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People of the lava - Part two
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승인 2010.05.26  15:22:04
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▲ Jeju is haunted by ghosts and spirits that inhabit every inch of the island and permeate deep with the culture of the Jeju people. Photo by Brian Miller

The following is part two of the Nobel Prize-winning author’s article that first appeared in the March 2009 edition of France’s GEO magazine. It will conclude in the next issue.

Jeju is the island of ghosts and spirits. Everywhere we go, we see their marks, on the sides of the roads, at the entrance of the villages, on the rocks, in the middle of the fields, in the tangled roots of the enormous painamu trees, those centuries-old relatives of what are called kajumaru in Southern Japan which, there, serve to house the kembus, wicked creatures who amuse themselves by tugging on the hair of little girls.

In Jeju, we are in a different Korea. It is different from the mainland: the houses, the traditions, even the lan-guage is more rough, more melodic, mongrel as they say. The legends in particular are different. While mainland Koreans are born from a bear and a tiger, Jeju people are of more poetic origins. A long time ago, seven women emerged from the sea and married seven men who lived alone among the bare stones. Of these unions were born the people of Jeju Island and with them all that is gentle and carnal: the art of cooking, the art of weaving and basket-making, painting, singing and, un- doubtedly, poetry — to this day Jeju has the highest rate of writers per square kilometer.

The sea of Jeju, like that of the south of Japan, is populated with mermaids who are ruled by Yongwang, the dragon king. The rivers and grottos are home to the seonnyeon, fairies who can sometimes be spotted early in the morning clothed in their foggy capes. Legend has it that seven servants of the Heavenly Emperor descend at night to bathe in Cheonjeyeon Falls, at whose base we can find the famous bridge which represents them called Seonimgyo, the Fairy Bridge.

▲ Dolhareubang, or stone grandfathers, can be found standing guard at the mouth of most Jeju villages. Photo by Kim Gyong Ho

Of all the mythological figures haunting Jeju, the most familiar, the most debonair is, without a doubt, the dolhareubang, the stone grandfather, standing guard at crossroads or at the entrance to the villages, sometimes facing the sea. Sculpted from lava rocks, they stand in the ssireum pose, the ancient form of wrestling, one hand resting upon the other, ready for the next match. On each head sits a tall hat, just as Hendrik Hamel described in his journals. Their large bearded faces wear smiles but their large protruding eyes affix on whoever dares to approach. They make us laugh, they’re amusing, but we can’t help but think of the stone armies of the past, the people of Jeju who, though small in number, aligned to resist the invaders that came in from Mongolia or from Japan.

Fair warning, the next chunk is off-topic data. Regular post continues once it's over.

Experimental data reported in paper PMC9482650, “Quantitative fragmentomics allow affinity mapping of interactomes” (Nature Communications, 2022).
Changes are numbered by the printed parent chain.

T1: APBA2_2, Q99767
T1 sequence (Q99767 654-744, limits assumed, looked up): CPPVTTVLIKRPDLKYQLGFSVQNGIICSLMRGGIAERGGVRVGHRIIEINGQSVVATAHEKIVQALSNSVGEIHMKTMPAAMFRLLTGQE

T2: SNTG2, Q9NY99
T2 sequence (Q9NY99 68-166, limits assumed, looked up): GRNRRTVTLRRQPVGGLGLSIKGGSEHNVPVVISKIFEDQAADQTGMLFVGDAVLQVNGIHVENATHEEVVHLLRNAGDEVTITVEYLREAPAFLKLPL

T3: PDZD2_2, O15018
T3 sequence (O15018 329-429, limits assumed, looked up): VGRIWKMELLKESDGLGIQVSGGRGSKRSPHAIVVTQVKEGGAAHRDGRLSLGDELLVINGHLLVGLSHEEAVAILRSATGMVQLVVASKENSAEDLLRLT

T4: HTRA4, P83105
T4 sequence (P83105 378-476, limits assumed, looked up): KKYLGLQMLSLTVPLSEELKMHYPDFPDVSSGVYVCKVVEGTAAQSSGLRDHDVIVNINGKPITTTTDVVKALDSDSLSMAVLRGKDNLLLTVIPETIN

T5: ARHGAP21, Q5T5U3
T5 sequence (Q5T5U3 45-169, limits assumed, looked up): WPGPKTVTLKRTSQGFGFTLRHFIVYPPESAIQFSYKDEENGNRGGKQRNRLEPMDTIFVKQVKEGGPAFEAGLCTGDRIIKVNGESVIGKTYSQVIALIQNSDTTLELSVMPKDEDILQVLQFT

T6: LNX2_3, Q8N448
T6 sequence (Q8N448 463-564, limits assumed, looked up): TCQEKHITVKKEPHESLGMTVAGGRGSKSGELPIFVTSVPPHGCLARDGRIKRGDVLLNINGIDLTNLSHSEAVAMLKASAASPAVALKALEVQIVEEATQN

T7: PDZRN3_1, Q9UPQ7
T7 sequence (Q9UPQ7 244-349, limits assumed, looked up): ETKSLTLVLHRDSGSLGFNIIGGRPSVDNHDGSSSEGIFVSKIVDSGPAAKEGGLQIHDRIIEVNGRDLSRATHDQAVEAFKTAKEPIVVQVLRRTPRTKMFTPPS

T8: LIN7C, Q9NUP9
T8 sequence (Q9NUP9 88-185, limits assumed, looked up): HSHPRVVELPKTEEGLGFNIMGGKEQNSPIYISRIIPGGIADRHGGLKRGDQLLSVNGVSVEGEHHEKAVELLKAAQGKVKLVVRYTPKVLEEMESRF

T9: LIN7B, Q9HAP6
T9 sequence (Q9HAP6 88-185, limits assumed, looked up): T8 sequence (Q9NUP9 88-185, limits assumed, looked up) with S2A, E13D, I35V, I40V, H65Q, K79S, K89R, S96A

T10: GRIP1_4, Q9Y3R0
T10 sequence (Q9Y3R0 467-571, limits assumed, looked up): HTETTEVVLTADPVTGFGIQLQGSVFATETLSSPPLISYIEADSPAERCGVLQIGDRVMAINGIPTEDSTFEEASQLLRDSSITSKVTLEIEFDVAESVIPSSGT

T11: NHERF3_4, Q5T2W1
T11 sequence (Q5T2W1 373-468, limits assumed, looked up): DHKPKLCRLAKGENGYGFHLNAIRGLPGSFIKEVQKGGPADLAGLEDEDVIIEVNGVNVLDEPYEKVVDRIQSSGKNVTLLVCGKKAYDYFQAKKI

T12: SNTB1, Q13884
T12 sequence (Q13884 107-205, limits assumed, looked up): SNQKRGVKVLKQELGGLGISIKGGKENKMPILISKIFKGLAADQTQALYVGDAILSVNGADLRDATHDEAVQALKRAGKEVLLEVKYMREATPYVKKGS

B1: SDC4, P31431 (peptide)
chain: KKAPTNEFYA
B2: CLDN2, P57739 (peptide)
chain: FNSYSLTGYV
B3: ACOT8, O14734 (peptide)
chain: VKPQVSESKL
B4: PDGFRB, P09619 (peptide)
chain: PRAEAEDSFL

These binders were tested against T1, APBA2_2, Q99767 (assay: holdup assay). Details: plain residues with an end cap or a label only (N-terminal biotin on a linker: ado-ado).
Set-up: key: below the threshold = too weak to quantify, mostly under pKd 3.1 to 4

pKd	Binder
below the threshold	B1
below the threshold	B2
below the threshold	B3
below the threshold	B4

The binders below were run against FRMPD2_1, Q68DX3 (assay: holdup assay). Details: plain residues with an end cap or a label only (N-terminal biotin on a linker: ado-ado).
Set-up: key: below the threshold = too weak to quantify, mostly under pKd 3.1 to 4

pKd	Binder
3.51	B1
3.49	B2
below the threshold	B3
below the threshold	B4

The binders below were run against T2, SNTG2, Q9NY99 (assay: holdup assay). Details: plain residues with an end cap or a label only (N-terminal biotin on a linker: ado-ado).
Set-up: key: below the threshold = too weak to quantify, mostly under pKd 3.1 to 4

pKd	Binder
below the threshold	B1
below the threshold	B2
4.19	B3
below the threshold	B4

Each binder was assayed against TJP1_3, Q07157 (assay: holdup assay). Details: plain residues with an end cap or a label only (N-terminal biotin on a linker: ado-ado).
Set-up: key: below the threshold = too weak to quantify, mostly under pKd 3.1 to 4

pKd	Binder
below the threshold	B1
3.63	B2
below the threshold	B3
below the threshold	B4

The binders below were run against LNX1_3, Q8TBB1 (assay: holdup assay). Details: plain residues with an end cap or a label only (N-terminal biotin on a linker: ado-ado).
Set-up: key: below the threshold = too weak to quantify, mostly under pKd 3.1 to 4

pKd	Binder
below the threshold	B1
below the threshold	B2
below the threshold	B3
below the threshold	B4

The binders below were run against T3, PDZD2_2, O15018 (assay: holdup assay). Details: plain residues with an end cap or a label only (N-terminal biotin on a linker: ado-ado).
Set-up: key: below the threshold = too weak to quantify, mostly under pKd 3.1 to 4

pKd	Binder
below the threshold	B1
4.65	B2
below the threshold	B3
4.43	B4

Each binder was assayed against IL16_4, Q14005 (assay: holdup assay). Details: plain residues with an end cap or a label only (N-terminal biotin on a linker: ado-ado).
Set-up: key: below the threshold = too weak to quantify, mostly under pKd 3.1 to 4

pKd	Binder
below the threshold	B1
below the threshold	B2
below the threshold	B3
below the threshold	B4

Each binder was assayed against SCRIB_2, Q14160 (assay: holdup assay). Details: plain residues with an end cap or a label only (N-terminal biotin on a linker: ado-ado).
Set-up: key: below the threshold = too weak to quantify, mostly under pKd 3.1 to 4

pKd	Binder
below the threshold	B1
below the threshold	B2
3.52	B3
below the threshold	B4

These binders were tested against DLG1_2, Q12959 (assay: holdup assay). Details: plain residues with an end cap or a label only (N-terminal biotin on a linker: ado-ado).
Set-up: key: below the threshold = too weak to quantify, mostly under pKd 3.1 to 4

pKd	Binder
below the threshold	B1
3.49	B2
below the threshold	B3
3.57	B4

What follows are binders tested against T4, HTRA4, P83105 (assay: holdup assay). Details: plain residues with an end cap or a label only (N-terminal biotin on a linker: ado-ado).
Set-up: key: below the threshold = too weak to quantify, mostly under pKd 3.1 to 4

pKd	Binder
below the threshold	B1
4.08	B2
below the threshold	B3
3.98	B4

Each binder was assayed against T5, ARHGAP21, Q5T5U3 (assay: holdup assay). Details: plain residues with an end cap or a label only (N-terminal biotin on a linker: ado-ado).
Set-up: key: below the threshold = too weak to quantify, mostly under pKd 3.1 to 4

More surprising still are the dry black stone towers at the entrance to the villages. On their summit, limestone eagles with wings spread open — the same that we find on the other side of the world among the Purepechas Indians of central Mexico, a symbol of their ancestral god. That spirit is everywhere, I tell you! One of the most fascinating museums in Jeju (of which there are at least 20, from the beautiful Africa Museum, a life-sized replica of the Mosque of Djenne, to the Teddy Bear Museum, the Eros Museum and even one about film) is the modest but moving Folklore Museum. Owned and operated by a wise but mischievous old man, Prof. Jin Seong Gi, it is an old colonial house displaying in its rooms and gardens the most extraordinary collection of dang statues, those spirits who form the foundation of Korean shamanism.

▲ Jusangjeolli Cliffs offer a rare glimpse of a geological phenomenon that has occured at few points. Photo by Seo Jae Cheol (Love of Nature Gallery, Seogwipo

Set-up in semi-circles in the middle of a field of wild grass, volcanic stones steles seem to crop up from the world of night. Some are so ancient that their features have been worn away by the wind and rain. More masks than faces, their features difficult to make out, two eyes separated by the bridge of a nose. Triangular faces, the silhouette of a body, cropping up from the earth, eaten away by moss and lichen, cushioned by spider webs glistening in the sunlight. Their names, such as Ch’eonjunim, hearken back to the founders of the island, the demigods, their ancestors. People of the lava. We cannot help but think of Paul Gauguin’s “Oviri” on the other end of this same ocean, on the tomb of the Marquis. Or of the giant reclining Buddha statues in southern Korea, also crafted from stone, their eyes turned to the heavens. Or even still of the stone mask with giant alien-like almond eyes bearing five mysterious notches, like a first writing system sent from above.




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